We get it—the scholarship application process can feel daunting! You know there are millions of dollars out there that could be yours, but applying to each and every scholarship opportunity seems time-consuming and stressful. 

Guess what? It doesn’t have to be! 

First of all, there are plenty of quick-apply scholarships out there that take minimal time and effort!  

Second, you can speed up the scholarship application process considerably when you build an awesome “scholarship toolbox!” And the faster you apply, the more scholarships you can apply for, which means more money for college!

What exactly is a “scholarship toolbox?” It’s basically a compilation of all the things you’ll need to have readily available when applying for scholarships, so you don’t spend unnecessary time and energy digging for the information and resources. 

We here at Scholly have applied for many, many, many scholarships ourselves, and these are the best tips we have for expediting the scholarship application process. 

1. Keep a Master List of Scholarships

Scholly Search is an incredible resource for finding personalized scholarships tailored to your unique student profile, and it automatically stores and keeps track of all of the scholarships you select and apply for. 

But if you’re applying through multiple websites (including colleges directly) you may want to keep a running document or spreadsheet of all of the scholarships you’re applying for, so you can keep track of your application statuses in one place.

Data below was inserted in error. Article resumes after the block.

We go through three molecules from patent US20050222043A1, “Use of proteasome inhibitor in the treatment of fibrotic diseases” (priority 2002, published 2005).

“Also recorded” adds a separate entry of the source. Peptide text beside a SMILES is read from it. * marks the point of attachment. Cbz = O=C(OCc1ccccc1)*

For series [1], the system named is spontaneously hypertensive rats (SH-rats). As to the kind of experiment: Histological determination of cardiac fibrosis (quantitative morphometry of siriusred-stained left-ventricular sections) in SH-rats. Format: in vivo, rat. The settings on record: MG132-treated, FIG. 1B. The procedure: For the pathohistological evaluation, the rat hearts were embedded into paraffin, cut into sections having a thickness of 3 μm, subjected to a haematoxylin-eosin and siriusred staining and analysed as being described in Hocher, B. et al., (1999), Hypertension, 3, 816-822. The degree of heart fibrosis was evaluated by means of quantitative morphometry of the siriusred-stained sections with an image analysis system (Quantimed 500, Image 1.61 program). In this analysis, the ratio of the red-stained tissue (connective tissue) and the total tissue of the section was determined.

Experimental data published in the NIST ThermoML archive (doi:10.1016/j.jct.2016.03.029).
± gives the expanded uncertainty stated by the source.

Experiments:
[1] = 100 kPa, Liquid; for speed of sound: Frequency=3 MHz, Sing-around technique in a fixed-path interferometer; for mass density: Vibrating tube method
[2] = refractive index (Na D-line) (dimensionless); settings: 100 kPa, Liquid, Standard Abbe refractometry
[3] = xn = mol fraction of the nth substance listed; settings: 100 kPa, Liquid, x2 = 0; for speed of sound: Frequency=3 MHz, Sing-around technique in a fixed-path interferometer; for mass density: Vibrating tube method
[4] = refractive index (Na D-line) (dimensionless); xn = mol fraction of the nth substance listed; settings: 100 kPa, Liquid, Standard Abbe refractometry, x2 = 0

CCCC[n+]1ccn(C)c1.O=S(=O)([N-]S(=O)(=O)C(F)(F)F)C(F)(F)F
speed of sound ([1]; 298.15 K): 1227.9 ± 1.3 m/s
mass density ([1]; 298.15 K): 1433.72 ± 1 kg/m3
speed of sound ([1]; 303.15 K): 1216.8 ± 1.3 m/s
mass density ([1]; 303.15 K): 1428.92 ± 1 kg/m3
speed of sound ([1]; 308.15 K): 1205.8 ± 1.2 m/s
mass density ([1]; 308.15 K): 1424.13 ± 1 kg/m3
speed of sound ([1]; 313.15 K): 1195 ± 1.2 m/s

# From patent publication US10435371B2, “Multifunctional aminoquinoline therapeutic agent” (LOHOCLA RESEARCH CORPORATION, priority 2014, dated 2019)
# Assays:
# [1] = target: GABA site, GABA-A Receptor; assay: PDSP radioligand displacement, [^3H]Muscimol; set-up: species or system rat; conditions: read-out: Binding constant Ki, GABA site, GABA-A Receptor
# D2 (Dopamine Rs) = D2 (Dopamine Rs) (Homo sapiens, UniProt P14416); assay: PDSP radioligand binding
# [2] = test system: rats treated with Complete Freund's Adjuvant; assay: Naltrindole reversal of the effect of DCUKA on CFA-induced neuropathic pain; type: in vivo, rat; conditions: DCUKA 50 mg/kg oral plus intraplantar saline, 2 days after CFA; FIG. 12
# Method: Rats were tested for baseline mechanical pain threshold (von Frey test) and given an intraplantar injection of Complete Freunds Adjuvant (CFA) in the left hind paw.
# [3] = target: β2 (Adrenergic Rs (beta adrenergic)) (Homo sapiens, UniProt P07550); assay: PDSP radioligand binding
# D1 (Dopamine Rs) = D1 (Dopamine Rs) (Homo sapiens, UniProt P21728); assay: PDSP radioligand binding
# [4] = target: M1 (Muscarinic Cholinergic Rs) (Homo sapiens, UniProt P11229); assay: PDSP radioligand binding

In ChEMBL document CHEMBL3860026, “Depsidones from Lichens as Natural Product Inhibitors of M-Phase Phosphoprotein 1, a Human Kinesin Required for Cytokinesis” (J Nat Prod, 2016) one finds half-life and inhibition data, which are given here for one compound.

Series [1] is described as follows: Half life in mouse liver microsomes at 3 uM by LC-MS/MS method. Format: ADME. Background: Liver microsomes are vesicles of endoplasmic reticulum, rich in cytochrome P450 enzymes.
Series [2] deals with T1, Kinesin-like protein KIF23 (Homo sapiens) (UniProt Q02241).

2. Gather All Important Information and Documents

You may not need all of these documents for every scholarship, and you may not need all of this information for an initial application, but trust us, you’ll want these documents handy. Once you win a scholarship or payoff program, most organizations require verification of important information (e.g. your GPA, enrollment in college, student loans, etc.), which is where many of these documents come in. 

So you’ll want to have the following things easily accessible to you, for instance, in a designated folder on your computer desktop. Anything you don’t have digitally, we suggest scanning and uploading to this folder.

  • All of your school’s info: the school’s name, address, your projected year of graduation, your 6-digit school code (for high schools only), etc.
  • Your transcripts (high school and/or college, depending on what year you are), including your cumulative GPA 
  • All of your personal info: name, address, phone number, email address, parents’ or guardians’ names and employers, etc.
  • Your personal statement and resume (which, chances are, you had to include in your college application). Your personal statement typically discusses your goals academic and career goals. Your resume should include: your employment, volunteer work, awards/honors, extracurricular activities, etc.
  • Your parents’ most recent federal income tax return (if you’re a dependent) 
  • Your completed FAFSA form
  • Your completed SAR (student aid report), which is generated when you complete a FAFSA
  • Your student loan lender information (name, address, etc.) and student loan amount (if you’ve already taken out loans)
  • A recent, clear photo (head shot or head shot-like) of yourself 

3. Recycle Essays

Not every scholarship application requires an essay, but many do. One of our most common FAQs is “Do I have to write a new essay for every scholarship?” and the answer, in short, is “no, not really.” 

Many scholarship essay prompts are thematically similar. Most will ask about your goals, leadership abilities, community service, etc. This means that you can typically have one “master” or “blueprint” essay that you use as your template for all other essays. Once you write one really solid essay, you’ll only have to make slight modifications to it for other applications.